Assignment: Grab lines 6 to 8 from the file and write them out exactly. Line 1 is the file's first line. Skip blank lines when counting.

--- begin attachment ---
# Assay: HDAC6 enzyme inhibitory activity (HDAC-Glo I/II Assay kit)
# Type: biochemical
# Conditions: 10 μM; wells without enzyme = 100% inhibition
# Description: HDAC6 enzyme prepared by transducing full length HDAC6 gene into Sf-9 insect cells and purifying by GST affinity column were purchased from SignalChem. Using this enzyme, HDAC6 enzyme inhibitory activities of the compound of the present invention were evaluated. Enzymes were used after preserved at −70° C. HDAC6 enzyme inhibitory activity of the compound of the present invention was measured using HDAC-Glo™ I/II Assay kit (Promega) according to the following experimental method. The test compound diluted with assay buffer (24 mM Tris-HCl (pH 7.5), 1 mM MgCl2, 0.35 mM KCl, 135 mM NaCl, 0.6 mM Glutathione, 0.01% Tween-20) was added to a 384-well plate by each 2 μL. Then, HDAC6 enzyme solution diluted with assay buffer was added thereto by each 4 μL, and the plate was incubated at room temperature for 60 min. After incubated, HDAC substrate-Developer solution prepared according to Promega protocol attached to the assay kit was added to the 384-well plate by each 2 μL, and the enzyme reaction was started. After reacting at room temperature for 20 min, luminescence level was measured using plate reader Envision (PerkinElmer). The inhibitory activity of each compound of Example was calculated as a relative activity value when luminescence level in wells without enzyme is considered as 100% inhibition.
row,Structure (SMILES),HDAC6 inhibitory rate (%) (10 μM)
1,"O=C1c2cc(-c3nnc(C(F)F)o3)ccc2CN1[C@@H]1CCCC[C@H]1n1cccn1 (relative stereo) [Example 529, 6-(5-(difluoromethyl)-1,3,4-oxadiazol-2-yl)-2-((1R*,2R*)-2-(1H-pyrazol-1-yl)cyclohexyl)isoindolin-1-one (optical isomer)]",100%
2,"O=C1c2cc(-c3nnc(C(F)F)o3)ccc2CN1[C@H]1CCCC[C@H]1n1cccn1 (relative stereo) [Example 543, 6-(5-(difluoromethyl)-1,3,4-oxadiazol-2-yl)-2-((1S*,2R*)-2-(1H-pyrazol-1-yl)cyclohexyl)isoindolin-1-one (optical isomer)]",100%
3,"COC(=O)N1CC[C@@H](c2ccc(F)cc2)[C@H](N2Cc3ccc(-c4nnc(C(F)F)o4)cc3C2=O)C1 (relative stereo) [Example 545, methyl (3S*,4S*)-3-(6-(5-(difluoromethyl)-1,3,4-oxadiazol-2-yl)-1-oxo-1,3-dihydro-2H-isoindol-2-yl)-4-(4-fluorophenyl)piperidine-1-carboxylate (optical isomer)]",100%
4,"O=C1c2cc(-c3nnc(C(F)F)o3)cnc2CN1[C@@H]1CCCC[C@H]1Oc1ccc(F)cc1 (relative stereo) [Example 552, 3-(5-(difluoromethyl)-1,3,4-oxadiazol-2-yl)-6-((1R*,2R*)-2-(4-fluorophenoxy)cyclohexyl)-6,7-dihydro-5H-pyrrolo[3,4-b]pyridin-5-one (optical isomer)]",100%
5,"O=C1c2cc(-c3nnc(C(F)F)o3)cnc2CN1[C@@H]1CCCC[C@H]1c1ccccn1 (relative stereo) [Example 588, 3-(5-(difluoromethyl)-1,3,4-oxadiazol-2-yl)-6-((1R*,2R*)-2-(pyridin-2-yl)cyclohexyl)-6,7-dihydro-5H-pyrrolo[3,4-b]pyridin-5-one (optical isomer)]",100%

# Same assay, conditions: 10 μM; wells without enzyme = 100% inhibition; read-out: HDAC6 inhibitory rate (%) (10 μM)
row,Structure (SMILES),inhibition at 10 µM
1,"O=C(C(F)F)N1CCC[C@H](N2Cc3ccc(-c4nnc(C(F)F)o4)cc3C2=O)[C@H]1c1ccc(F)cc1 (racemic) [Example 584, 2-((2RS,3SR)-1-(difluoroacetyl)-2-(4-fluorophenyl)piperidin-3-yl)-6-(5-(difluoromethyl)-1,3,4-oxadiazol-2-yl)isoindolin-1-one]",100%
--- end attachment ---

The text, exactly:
1,"O=C1c2cc(-c3nnc(C(F)F)o3)ccc2CN1[C@@H]1CCCC[C@H]1n1cccn1 (relative stereo) [Example 529, 6-(5-(difluoromethyl)-1,3,4-oxadiazol-2-yl)-2-((1R*,2R*)-2-(1H-pyrazol-1-yl)cyclohexyl)isoindolin-1-one (optical isomer)]",100%
2,"O=C1c2cc(-c3nnc(C(F)F)o3)ccc2CN1[C@H]1CCCC[C@H]1n1cccn1 (relative stereo) [Example 543, 6-(5-(difluoromethyl)-1,3,4-oxadiazol-2-yl)-2-((1S*,2R*)-2-(1H-pyrazol-1-yl)cyclohexyl)isoindolin-1-one (optical isomer)]",100%
3,"COC(=O)N1CC[C@@H](c2ccc(F)cc2)[C@H](N2Cc3ccc(-c4nnc(C(F)F)o4)cc3C2=O)C1 (relative stereo) [Example 545, methyl (3S*,4S*)-3-(6-(5-(difluoromethyl)-1,3,4-oxadiazol-2-yl)-1-oxo-1,3-dihydro-2H-isoindol-2-yl)-4-(4-fluorophenyl)piperidine-1-carboxylate (optical isomer)]",100%